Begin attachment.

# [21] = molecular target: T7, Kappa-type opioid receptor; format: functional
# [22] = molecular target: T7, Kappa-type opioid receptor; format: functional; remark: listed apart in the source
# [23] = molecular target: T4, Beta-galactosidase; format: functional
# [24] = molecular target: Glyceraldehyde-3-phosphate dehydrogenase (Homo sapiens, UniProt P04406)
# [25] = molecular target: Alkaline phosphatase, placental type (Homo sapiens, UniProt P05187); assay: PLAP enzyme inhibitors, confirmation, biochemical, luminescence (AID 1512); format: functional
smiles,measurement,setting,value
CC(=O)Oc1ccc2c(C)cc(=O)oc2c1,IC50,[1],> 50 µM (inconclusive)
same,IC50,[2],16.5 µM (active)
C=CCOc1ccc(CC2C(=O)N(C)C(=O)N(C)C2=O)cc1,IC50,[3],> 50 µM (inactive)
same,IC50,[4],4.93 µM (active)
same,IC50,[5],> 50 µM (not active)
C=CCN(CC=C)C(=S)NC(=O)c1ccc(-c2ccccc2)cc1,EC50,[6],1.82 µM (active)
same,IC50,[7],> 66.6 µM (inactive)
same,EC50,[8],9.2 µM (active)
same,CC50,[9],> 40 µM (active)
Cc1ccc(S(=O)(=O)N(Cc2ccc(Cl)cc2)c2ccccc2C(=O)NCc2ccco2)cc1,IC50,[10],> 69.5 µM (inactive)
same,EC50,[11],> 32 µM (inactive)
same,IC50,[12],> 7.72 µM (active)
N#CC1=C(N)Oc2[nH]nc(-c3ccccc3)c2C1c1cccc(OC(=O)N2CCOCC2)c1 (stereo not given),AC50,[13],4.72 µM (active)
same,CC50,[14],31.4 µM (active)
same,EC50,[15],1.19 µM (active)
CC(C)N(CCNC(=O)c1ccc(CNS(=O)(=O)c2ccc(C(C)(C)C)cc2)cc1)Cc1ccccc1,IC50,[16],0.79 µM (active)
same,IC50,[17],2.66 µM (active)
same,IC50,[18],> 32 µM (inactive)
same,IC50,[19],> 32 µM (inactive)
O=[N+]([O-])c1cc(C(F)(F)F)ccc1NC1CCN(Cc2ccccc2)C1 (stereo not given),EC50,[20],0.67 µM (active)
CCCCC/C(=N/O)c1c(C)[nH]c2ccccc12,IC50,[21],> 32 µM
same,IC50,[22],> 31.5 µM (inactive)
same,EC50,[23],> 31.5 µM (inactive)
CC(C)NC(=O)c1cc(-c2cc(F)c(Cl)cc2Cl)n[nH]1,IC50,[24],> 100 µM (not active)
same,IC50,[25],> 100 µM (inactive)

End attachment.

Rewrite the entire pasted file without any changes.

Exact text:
# [21] = molecular target: T7, Kappa-type opioid receptor; format: functional
# [22] = molecular target: T7, Kappa-type opioid receptor; format: functional; remark: listed apart in the source
# [23] = molecular target: T4, Beta-galactosidase; format: functional
# [24] = molecular target: Glyceraldehyde-3-phosphate dehydrogenase (Homo sapiens, UniProt P04406)
# [25] = molecular target: Alkaline phosphatase, placental type (Homo sapiens, UniProt P05187); assay: PLAP enzyme inhibitors, confirmation, biochemical, luminescence (AID 1512); format: functional
smiles,measurement,setting,value
CC(=O)Oc1ccc2c(C)cc(=O)oc2c1,IC50,[1],> 50 µM (inconclusive)
same,IC50,[2],16.5 µM (active)
C=CCOc1ccc(CC2C(=O)N(C)C(=O)N(C)C2=O)cc1,IC50,[3],> 50 µM (inactive)
same,IC50,[4],4.93 µM (active)
same,IC50,[5],> 50 µM (not active)
C=CCN(CC=C)C(=S)NC(=O)c1ccc(-c2ccccc2)cc1,EC50,[6],1.82 µM (active)
same,IC50,[7],> 66.6 µM (inactive)
same,EC50,[8],9.2 µM (active)
same,CC50,[9],> 40 µM (active)
Cc1ccc(S(=O)(=O)N(Cc2ccc(Cl)cc2)c2ccccc2C(=O)NCc2ccco2)cc1,IC50,[10],> 69.5 µM (inactive)
same,EC50,[11],> 32 µM (inactive)
same,IC50,[12],> 7.72 µM (active)
N#CC1=C(N)Oc2[nH]nc(-c3ccccc3)c2C1c1cccc(OC(=O)N2CCOCC2)c1 (stereo not given),AC50,[13],4.72 µM (active)
same,CC50,[14],31.4 µM (active)
same,EC50,[15],1.19 µM (active)
CC(C)N(CCNC(=O)c1ccc(CNS(=O)(=O)c2ccc(C(C)(C)C)cc2)cc1)Cc1ccccc1,IC50,[16],0.79 µM (active)
same,IC50,[17],2.66 µM (active)
same,IC50,[18],> 32 µM (inactive)
same,IC50,[19],> 32 µM (inactive)
O=[N+]([O-])c1cc(C(F)(F)F)ccc1NC1CCN(Cc2ccccc2)C1 (stereo not given),EC50,[20],0.67 µM (active)
CCCCC/C(=N/O)c1c(C)[nH]c2ccccc12,IC50,[21],> 32 µM
same,IC50,[22],> 31.5 µM (inactive)
same,EC50,[23],> 31.5 µM (inactive)
CC(C)NC(=O)c1cc(-c2cc(F)c(Cl)cc2Cl)n[nH]1,IC50,[24],> 100 µM (not active)
same,IC50,[25],> 100 µM (inactive)